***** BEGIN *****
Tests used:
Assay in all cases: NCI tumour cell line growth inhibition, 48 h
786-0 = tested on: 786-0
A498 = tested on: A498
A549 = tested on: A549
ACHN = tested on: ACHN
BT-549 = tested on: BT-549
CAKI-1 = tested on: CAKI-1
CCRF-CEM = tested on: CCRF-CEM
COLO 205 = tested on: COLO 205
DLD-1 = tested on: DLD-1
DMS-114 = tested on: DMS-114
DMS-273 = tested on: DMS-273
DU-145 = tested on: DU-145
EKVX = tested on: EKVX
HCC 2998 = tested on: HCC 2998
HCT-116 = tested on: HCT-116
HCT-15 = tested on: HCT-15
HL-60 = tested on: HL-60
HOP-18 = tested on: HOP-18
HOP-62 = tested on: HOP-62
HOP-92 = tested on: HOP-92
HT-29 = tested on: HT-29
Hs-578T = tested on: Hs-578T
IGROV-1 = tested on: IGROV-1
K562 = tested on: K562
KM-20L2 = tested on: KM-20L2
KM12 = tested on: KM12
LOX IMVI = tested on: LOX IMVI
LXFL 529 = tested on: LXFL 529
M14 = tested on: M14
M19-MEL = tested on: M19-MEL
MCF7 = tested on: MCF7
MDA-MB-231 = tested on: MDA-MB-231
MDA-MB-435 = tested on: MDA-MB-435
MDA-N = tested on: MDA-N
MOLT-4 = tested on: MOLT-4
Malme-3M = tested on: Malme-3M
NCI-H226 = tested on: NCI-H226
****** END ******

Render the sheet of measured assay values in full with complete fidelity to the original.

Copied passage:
Tests used:
Assay in all cases: NCI tumour cell line growth inhibition, 48 h
786-0 = tested on: 786-0
A498 = tested on: A498
A549 = tested on: A549
ACHN = tested on: ACHN
BT-549 = tested on: BT-549
CAKI-1 = tested on: CAKI-1
CCRF-CEM = tested on: CCRF-CEM
COLO 205 = tested on: COLO 205
DLD-1 = tested on: DLD-1
DMS-114 = tested on: DMS-114
DMS-273 = tested on: DMS-273
DU-145 = tested on: DU-145
EKVX = tested on: EKVX
HCC 2998 = tested on: HCC 2998
HCT-116 = tested on: HCT-116
HCT-15 = tested on: HCT-15
HL-60 = tested on: HL-60
HOP-18 = tested on: HOP-18
HOP-62 = tested on: HOP-62
HOP-92 = tested on: HOP-92
HT-29 = tested on: HT-29
Hs-578T = tested on: Hs-578T
IGROV-1 = tested on: IGROV-1
K562 = tested on: K562
KM-20L2 = tested on: KM-20L2
KM12 = tested on: KM12
LOX IMVI = tested on: LOX IMVI
LXFL 529 = tested on: LXFL 529
M14 = tested on: M14
M19-MEL = tested on: M19-MEL
MCF7 = tested on: MCF7
MDA-MB-231 = tested on: MDA-MB-231
MDA-MB-435 = tested on: MDA-MB-435
MDA-N = tested on: MDA-N
MOLT-4 = tested on: MOLT-4
Malme-3M = tested on: Malme-3M
NCI-H226 = tested on: NCI-H226